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Lead Sarcophagi in the Adana Museum
Two lead sarcophagi that are displayed in the garden of Adana Museum are the subject matter of this article, for both their material as well as for other noteworthy details. This paper aims to present in detail and to evaluate these two sarcophagi: the first, with a lid and an inscription on its long side is termed the ‘Inscribed Sarcophagus’, the second, without a lid and with depictions of menorah on the inner faces of its long sides is termed the ‘Sarcophagus with Menorahs’. The inventory record states that the Inscribed Sarcophagus was purchased while that with Menorahs was brought to the Museum by the Gendarme Command of Yumurtalık Township.

The Inscribed Sarcophagus’ base and long sides were cast together and the long sides were later folded. The Sarcophagus with Menorahs, on the other hand, was constructed by joining the base and long sides which were each cast separately; the long sides of the base plaque were folded over the long side plaques in order to later solder them together. The short sides of both sarcophagi were cast separately and their mounting methods are also different: the short sides of the Sarcophagus with Menorahs sit on the base plaque and the short edges of the long sides fold over them, whereas the base and long side plaques of the Inscribed Sarcophagus fold over the short side plaques and are soldered. Both sarcophagi are very plain on the outside: the one with a lid carries an inscription while the other has depictions of two pairs of menorah on the inner faces of its long sides.

Sarcophagi with decoration on their inner sides are not very common but both the inscription and the menorah depictions are found on the inner faces of these sarcophagi from Adana and it is suggested that these decorations were for the deceased who were buried in them, as these sarcophagi were placed inside a tomb or in some other closed room invisible to the people passing by.

In the Roman Imperial period, Beirut, Sidon and Tyros were the centres of lead sarcophagi production in the province of Syria, while Caesarea, Jerusalem and Ashqelon were the centres in the province of Palaestina. The same centres continued the production of lead sarcophagi in the early Christian period. The workshops of Sidon, or at least one of them, produced lead sarcophagi for pagan, Jewish and Christian clients as is understood from the religious symbols on these sarcophagi. Alongside sarcophagi with geometric motifs such as rhombuses, wreaths and aediculae and floral motifs, pagans ordered lead sarcophagi with mythological themes, Jews ordered sarcophagi with menorah depictions while the Christians ordered those with a cross or monogram of Christ, revealing the deceased persons’ religious faith.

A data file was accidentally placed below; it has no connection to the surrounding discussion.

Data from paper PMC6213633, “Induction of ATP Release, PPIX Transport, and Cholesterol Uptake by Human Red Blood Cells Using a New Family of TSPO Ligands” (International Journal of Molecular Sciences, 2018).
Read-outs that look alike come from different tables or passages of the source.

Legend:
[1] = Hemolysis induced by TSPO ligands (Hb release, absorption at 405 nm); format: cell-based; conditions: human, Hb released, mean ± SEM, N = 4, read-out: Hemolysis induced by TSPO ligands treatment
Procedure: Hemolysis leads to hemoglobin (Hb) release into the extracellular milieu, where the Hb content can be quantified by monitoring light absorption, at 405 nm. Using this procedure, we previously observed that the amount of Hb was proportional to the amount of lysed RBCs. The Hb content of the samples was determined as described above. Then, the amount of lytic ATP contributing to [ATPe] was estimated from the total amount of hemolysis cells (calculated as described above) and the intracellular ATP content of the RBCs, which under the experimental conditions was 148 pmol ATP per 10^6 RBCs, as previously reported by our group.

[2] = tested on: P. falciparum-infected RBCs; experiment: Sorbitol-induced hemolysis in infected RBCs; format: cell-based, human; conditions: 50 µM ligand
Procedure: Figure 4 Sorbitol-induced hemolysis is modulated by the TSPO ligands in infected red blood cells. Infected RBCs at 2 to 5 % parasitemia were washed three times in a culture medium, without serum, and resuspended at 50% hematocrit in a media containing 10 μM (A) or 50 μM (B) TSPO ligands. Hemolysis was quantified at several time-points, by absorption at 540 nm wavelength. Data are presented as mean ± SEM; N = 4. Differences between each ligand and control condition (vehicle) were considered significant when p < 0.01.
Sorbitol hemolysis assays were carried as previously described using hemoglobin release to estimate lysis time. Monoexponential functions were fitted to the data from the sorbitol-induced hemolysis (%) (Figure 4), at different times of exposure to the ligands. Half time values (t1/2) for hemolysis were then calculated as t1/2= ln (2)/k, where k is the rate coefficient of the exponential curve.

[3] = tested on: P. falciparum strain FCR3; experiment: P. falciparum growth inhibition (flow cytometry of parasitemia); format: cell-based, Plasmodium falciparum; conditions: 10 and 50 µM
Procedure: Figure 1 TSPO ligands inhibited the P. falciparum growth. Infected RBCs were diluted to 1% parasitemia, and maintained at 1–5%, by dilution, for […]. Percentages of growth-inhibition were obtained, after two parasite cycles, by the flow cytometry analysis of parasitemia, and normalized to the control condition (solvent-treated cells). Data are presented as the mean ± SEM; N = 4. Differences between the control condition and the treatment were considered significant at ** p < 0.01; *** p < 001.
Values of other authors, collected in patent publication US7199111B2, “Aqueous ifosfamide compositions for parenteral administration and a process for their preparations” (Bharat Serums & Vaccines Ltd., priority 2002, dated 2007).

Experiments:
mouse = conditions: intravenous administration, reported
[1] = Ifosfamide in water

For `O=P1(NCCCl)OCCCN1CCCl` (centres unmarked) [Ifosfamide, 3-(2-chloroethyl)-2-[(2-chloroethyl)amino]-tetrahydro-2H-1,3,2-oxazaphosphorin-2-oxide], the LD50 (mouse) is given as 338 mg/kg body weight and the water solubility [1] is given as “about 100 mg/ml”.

The hypothesis that the two lead sarcophagi in the garden of Adana Museum were actually produced in Sidon and then brought to the Adana region does not seem plausible when the general decorative features of the Sidon sarcophagi are considered.

The sarcophagus without a lid carrying depictions of menorah shows that it was ordered by a Jew. The Inscribed Sarcophagus features the name of the owner ‘Prokla’ which sounds Greek but the possibility of a Jewish owner cannot be completely disregarded. Although few in number the Jewish sarcophagi carrying religious depictions dating from the Roman Imperial period or Late Antiquity are generally dated to the 2nd-4th centuries. The sarcophagi in the Adana Museum were produced in the 4th century or perhaps even in the early 5th century and have a special importance, this is because these sarcophagi are rare surviving artefacts from the Jewish population of Cilicia.

*Doç. Dr. Ayşe Aydın
Mersin Üniversitesi, Fen - Edebiyat Fakültesi, Arkeoloji Bölümü 33342 Mezitli-Mersin.
E-mail: ayayse@mersin.edu.tr

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